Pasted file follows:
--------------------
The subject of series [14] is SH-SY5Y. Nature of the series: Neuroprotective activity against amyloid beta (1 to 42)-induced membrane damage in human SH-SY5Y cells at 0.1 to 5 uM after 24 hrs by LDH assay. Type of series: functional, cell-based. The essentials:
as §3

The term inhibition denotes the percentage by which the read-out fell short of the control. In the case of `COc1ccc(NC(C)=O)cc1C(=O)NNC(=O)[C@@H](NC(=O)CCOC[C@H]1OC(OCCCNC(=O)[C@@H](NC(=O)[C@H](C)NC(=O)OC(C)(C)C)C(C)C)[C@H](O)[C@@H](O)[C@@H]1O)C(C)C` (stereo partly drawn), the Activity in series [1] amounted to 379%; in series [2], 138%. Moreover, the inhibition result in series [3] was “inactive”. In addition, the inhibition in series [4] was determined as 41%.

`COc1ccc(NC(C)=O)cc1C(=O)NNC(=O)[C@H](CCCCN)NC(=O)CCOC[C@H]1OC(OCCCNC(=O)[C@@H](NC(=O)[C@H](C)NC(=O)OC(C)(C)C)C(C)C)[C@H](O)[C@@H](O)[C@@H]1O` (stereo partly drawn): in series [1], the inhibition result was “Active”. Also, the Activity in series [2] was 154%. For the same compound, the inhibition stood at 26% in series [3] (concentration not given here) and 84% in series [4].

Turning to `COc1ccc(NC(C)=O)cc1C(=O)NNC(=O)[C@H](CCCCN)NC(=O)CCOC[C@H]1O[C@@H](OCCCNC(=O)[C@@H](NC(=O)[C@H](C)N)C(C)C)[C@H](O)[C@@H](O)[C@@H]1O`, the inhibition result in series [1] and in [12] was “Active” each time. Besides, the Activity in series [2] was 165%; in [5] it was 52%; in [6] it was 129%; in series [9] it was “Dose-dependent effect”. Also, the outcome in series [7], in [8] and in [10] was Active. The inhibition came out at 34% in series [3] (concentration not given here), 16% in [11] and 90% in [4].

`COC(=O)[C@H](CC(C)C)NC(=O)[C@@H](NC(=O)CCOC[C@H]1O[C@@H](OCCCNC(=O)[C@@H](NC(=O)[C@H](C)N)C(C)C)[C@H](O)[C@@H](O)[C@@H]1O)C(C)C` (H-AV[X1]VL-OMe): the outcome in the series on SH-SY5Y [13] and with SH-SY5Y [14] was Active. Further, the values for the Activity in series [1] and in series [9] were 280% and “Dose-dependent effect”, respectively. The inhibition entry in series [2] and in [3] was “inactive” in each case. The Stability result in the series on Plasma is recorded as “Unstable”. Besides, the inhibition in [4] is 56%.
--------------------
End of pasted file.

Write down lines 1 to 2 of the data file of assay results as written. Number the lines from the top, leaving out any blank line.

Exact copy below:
The subject of series [14] is SH-SY5Y. Nature of the series: Neuroprotective activity against amyloid beta (1 to 42)-induced membrane damage in human SH-SY5Y cells at 0.1 to 5 uM after 24 hrs by LDH assay. Type of series: functional, cell-based. The essentials:
as §3